Task Force Oceania demonstrates U.S. commitment to Pacific islands region

Task Force Oceania demonstrates U.S. commitment to Pacific islands region

FORUM Staff

The United States Indo-Pacific Command (USINDOPACOM) continues to forge strong relationships with the Pacific islands region to advance security across the Indo-Pacific.

The command uses a whole-of-government approach to design, review and implement overseas humanitarian assistance, disaster relief and civic aid projects in the Pacific islands in conjunction with civilian populations, host-nation governments and the U.S. State Department. To date, USINDOPACOM has completed more than 200 projects worth U.S. $17.4 million in the region to provide everything from medical and cleaning supplies to generators and sanitation equipment.

The U.S. Army stood up Task Force Oceania in 2020 to bolster the U.S. presence in the region as part of USINDOPACOM’s whole-of-government approach. The task force aims to be an information hub for the Pacific islands and to help increase the capacity, efficiency and effectiveness of partners working in the region.

“The U.S. and the Pacific island countries in Oceania share many fundamental values around democracy and a spiritual approach to human existence that embeds respect for the individual within a strong social context,” said Col. Blaise Zandoli, Task Force Oceania commanding officer. “Our shared values and mutually beneficial practical connections make partnerships a natural outcome.”

Headquartered at Fort Shafter, Hawaii, Task Force Oceania consists of Soldiers from all components of the U.S. Army, including active-duty, Army Reserve and National Guard, with the purpose of engaging and cultivating meaningful and lasting relationships across Pacific island nations through senior leader engagements, exercises, conferences, and humanitarian assistance and disaster response planning. To foster partnerships and develop solutions tailored to each host nation, the task force has been deploying two-Soldier teams, trained in civilian affairs, to key Pacific islands.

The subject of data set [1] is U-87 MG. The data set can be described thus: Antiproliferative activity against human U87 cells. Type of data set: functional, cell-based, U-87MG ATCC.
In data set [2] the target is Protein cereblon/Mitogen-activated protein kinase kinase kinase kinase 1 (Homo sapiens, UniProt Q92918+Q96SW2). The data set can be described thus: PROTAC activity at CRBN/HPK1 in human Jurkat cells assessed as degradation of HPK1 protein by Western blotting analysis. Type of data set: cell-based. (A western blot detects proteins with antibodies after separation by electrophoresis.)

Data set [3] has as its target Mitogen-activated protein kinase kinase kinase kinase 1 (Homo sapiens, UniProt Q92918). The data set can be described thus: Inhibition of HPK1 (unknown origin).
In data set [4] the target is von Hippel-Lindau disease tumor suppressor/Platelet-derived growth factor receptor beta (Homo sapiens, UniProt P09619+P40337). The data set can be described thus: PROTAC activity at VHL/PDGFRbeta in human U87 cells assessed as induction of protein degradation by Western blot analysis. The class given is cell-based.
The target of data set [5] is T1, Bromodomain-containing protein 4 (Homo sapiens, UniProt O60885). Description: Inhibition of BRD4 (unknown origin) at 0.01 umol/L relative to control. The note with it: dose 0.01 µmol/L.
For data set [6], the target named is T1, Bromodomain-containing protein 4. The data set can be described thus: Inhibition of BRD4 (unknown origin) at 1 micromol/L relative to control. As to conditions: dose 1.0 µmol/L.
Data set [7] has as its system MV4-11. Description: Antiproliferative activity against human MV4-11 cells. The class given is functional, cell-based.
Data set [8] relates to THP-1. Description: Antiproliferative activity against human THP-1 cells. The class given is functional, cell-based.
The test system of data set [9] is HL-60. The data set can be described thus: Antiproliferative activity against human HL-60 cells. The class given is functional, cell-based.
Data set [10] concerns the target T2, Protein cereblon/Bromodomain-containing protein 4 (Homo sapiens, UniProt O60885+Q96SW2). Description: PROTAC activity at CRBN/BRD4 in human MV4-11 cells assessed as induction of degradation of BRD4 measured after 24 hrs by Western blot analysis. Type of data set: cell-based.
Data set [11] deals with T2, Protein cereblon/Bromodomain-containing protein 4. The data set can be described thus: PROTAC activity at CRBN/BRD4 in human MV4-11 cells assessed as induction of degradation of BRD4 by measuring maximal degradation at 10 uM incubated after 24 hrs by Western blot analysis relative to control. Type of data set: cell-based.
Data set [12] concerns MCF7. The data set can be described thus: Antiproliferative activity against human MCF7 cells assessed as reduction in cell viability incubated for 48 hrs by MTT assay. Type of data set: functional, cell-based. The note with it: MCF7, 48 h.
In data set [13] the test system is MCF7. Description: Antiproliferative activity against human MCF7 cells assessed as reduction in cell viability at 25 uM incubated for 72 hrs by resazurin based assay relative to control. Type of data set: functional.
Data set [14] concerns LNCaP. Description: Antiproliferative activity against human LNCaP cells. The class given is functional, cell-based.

In 2020, the task force deployed Soldiers to Fiji, the Marshall Islands, Palau, Papua New Guinea and Timor-Leste and plans to support Pacific islands across the region in 2021. (Pictured: Task Force Oceania’s Maj. Ruby Gee, left, meets with Madre Angelita, an orphanage coordinator, to distribute supplies in Laga, Timor-Leste, in October 2020).

Task Force Oceania has already participated in over 85 engagements with the island nations that it deployed to as well as the Federated States of Micronesia and Guam including bilateral and multilateral exchanges, civic engagements, subject matter expert exchanges, site assessment and support to  ongoing exercises and operations throughout the region. Highlights include COVID-19 outreach, Operation Christmas Drop, Women’s Peace and Security engagements and military-to-military engagements.

Task Force Oceania marked its first year of operating with Soldiers on the ground with an after-action review symposium in late April 2021. Called the 1st Annual E Pili Ana I Ka Moana:

Capacity Building Collaboration Symposium, the conference strove to consolidate lessons learned from key actors and facilitate planning and cooperation among various actors aligned with U.S. government operations and objectives in the Pacific islands region.

The symposium, which ran April 26-30, provided a forum to foster collaboration among Task Force Oceania, joint, interagency, intergovernmental and multinational partners. It also allowed for an information exchange among organizations working to build capacity in the region, such as the Daniel K. Inouye Asia-Pacific Center for Security Studies, the University of Hawaii and the Center for Excellence in Disaster Management and Humanitarian Assistance.

Civil affairs officers who recently returned from the Pacific islands shared insights, informed future task force deployments and highlighted areas of future collaboration. Discussion centered on building capacity in areas such as the environment, economics, traditional knowledge, governance, education and public health.

IMAGE CREDIT: SPC. LYDIA MCKINNEY/U.S. ARMY

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